Link: GAO Decision
Protestor: NikSoft Systems Corporation
Agency: Department of Justice
Disposition: Protest Sustained.
In a procurement conducted under Federal Supply Schedule procedures, where a statement of work is included, protest that an agency improperly made upward adjustments to the protester’s level of effort as part of its analysis to establish a blanket purchase agreement and to issue an order under it, is sustained where the record provides no basis for the agency’s determination that the protester’s level of effort was insufficient or that the protester’s level of effort should be increased to the same level of effort proposed by the successful vendor.
General Counsel PC Highlight:
NikSoft Systems Corporation protested the establishment of a BPA and placement of an initial “call” or task order to LS3 Incorporated for federal identity, credential, and access management (FICAM) services to support the Office of the Chief Information Officer. The RFQ sought quotations from 10 vendors holding contracts under schedule 70, IT equipment, software, and services, to establish a BPA against which time-and-materials calls would be issued as needed. The RFQ included an SOW for the BPA’s general requirements, and for an initial call that would be awarded concurrently with the BPA.
NikSoft’s protest of the initial award to LS3 was sustained. The GAO found that the record did not show that the agency meaningfully considered NikSoft’s lower price in its selection decision, and because the agency’s evaluation of NikSoft’s past performance was unreasonable and inconsistent with the solicitation. In reevaluating quotations, the agency lowered LS3’s past performance from acceptable to neutral, due to the fact LS3 had only provided 2 past performance references (rather than 3 as required by the RFQ), with the agency obtaining a third reference from PPIRS. The agency maintained NikSoft’s past performance rating. The agency determined that LS3’s total labor hours, although 12 percent lower than the IGE, were sufficient to perform the first call given its technical approach. However, it concluded that NikSoft’s total labor hours were not sufficient, and increased NikSoft’s labor hours to the same level as LS3, resulting in a price increase of over $175,000.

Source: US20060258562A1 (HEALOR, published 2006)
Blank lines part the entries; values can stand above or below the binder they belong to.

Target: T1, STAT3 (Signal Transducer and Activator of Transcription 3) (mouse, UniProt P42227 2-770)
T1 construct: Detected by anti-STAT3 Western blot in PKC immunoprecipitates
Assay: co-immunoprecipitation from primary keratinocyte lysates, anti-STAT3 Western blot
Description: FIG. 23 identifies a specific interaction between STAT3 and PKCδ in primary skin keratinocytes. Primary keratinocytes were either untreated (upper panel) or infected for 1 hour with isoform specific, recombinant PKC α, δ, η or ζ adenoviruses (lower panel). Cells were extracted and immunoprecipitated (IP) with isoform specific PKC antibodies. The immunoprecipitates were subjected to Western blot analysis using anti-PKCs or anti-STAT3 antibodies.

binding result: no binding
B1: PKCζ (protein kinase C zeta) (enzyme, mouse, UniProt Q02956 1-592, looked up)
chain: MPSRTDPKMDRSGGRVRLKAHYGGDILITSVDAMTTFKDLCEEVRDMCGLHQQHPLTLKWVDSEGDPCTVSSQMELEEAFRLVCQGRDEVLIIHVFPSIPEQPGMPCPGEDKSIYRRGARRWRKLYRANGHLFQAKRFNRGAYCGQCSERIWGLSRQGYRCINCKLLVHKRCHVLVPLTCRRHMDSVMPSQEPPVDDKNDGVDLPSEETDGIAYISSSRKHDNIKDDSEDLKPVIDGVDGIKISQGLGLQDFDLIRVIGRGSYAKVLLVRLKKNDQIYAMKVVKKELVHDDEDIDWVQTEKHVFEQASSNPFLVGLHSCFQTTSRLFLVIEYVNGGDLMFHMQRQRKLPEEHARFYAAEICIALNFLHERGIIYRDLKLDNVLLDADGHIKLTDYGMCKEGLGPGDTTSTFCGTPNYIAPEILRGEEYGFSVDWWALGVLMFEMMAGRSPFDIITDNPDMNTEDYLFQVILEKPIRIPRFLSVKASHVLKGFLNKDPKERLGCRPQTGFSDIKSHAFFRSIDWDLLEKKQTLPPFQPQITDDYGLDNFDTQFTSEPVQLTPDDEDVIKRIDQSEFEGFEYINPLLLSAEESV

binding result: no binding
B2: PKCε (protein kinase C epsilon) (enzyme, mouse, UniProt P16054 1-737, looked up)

The GAO found that the record provided no basis to support the agency’s determination that NikSoft’s level of effort or labor mix was insufficient to perform the first call, or to support its determination that NikSoft’s level of effort should be increased to the same level of effort proposed by LS3. There was no analysis or explanation in the agency’s price evaluation and source selection decision to support those determinations, which the GAO found particularly problematic given the agency’s recognition that the two vendors had differing approaches to performing the call. Although the GAO acknowledged that the agency was not required to conduct a formal evaluation of the kind typically performed in a negotiated procurement under FAR Part 15, it found the conclusory statements in the record were simply not adequate to demonstrate that the agency had reasonably considered whether NikSoft’s level of effort and labor mix were sufficient to perform the call, or explain the agency’s decision to upwardly adjust NikSoft’s level of effort to that of LS3’s.
A disappointed vendor should always request a debriefing so as to better understand how its quotation was evaluated and to ensure that the quotation was evaluated in accordance with the stated criteria. Although the agency need only have limited documentation of the source selection decision in placing an order under a BPA, there must still be adequate documentation to support the reasonableness of its decision. While merely disagreeing with the agency’s award decision is insufficient to sustain a protest, if there is not adequate support for that decision, the disappointed offeror may have grounds for a protest.